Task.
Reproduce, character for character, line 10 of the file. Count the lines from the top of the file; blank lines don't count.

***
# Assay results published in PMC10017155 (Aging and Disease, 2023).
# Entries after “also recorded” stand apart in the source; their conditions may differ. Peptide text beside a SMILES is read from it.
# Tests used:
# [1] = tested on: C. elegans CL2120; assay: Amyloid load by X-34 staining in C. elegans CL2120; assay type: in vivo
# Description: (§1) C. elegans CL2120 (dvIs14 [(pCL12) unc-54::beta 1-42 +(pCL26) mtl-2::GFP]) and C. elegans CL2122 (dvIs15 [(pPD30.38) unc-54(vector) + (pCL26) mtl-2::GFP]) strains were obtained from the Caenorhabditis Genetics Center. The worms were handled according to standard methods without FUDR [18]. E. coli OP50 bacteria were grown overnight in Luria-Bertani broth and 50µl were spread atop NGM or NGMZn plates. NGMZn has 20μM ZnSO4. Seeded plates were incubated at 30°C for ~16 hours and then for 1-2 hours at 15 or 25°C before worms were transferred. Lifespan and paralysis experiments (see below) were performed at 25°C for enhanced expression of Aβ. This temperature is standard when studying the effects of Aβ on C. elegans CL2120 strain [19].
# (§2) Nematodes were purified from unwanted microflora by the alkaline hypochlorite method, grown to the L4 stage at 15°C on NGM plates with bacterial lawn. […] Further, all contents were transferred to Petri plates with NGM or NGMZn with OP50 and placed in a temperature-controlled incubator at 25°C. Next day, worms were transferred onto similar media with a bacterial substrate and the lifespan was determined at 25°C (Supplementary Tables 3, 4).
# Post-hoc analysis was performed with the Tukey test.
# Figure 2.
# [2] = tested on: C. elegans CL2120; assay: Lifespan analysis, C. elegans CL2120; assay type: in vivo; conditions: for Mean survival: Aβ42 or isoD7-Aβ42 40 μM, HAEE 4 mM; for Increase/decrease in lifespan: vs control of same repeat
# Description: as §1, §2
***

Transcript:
# Description: as §1, §2